Wondering if memory loss is a sign of Alzheimer’s? Memory loss that disrupts everyday life is not a normal part of aging. The Alzheimer’s Association has developed a checklist to help you recognize the difference between normal, age-related memory changes and Alzheimer’s disease.
There’s no clear line that separates normal changes from warning signs. It’s always a good idea to check with a doctor if a person’s abilities seem to be declining.
Here are 10 Warning Signs of Alzheimer’s Disease:
Difficulty Performing Familiar Tasks
Problems with Language
Disorientation to Time and Place
Poor or Decreased Judgment
Problems with Abstract Thinking
Changes in Mood or Behavior
Changes in Personality
Loss of Initiative
Forgetting recently learned information is one of the most common early signs of dementia. A person begins to forget more often and is unable to recall the information later.
What’s normal? Forgetting name or appointments occasionally.
People with dementia often find it hard to plan or complete everyday tasks. Individuals may lose track of the steps involved in preparing a meal placing a telephone call or playing a game.
What’s normal? Occasionally forgetting why you came into a room or what you plan to say.
People with Alzheimer’s Disease often forget simple words or substitute unusual words, making their speech or writing hard to understand. They may be unable o find their toothbrush, for example, and instead ask for “that thing for my mouth.”
What’s normal? Sometimes having trouble finding the right word.
People with Alzheimer’s Disease can get lost in their own neighborhood, forget where they are and how they got there, and not know how to get back home.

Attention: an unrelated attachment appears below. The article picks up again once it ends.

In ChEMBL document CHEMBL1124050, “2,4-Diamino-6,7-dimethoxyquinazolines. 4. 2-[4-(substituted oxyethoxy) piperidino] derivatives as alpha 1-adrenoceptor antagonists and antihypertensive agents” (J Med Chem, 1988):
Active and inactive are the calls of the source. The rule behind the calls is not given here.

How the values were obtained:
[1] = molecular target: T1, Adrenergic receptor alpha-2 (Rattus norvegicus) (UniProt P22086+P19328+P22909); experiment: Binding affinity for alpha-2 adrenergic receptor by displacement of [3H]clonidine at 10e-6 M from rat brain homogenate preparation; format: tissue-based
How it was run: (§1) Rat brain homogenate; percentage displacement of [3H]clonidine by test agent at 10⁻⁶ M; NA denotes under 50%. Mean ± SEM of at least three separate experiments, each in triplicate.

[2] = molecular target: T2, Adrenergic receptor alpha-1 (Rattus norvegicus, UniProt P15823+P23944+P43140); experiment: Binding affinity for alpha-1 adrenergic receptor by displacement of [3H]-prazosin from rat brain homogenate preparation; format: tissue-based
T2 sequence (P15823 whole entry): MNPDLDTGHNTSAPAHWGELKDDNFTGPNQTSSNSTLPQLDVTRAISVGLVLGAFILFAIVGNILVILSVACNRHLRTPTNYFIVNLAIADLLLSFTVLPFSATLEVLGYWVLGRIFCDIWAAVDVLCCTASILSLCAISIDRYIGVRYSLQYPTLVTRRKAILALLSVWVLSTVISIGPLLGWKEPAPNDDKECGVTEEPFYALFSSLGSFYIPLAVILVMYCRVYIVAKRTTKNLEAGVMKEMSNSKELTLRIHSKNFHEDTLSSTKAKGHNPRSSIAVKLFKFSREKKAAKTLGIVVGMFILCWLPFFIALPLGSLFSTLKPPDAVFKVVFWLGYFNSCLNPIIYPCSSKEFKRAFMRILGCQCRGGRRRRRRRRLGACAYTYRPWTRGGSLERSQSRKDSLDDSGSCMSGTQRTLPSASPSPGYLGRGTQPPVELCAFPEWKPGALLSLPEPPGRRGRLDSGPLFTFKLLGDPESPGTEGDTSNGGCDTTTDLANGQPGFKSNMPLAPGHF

What’s normal? Forgetting the day of the week or where you were going.
Those with Alzheimer’s Disease may dress inappropriately, wearing several layers on a warm day or little clothing in the cold. They may show poor judgment about money, like giving away large sums to telemarketers.
What’s normal? Making a questionable or debatable decision from time to time.
Someone with Alzheimer’s Disease may have unusual difficulty performing complex mental tasks, like forgetting what numbers are and how they should be used.
What’s normal? Finding it challenging to balance a checkbook.
A person with Alzheimer’s Disease may put things in unusual places: an iron in the freezer or a wristwatch in the sugar bowl.
What’s normal? Misplacing keys or a wallet temporarily.
Someone with Alzheimer’s Disease may show rapid mood swings, from calm to tears to anger, for not apparent reason.
What’s normal? Occasionally feeling sad or moody.
People with Alzheimer’s Disease can show dramatic changes in personality. They may become extremely confused, suspicious, fearful or dependent on a family member.
What’s normal? People’s personalities do change somewhat with age.
A person with Alzheimer’s Disease may become very passive, sitting in front of the TV for hours, sleeping more than usual or not wanting to do usual activities.
What’s normal? Sometimes feeling weary of work or social obligations.
If you or someone you know is experiencing any of these 10 Warning Signs of Alzheimer’s Disease, please see a doctor. Early diagnosis gives you a chance to seek treatment and plan for the future.
More Articles About Alzheimer’s Disease:
- Is It Alzheimer’s?
- Stages of Alzheimer’s Disease
- Caregiving Tips For People with Alzheimer’s Disease
- Detecting Alzheimer’s Disease Early
- Safer Home For People with Alzheimer’s Disease
- Understanding Dementia
- Legal Planning Tips For Dementia Patients
- Can Peope With Alzheimer’s Be Safe Drivers?
- The Anti Alzheimer’s Prescription
Other SeniorCareHomes.com Helpful Links:
- Seniors Online Community & Alzheimer’s Discussion Forum
- Search For Alzheimer’s or Dementia Care Facility
- Alzheimer’s Care or Dementia Facility Registration
Source: Alzheimer’s Association
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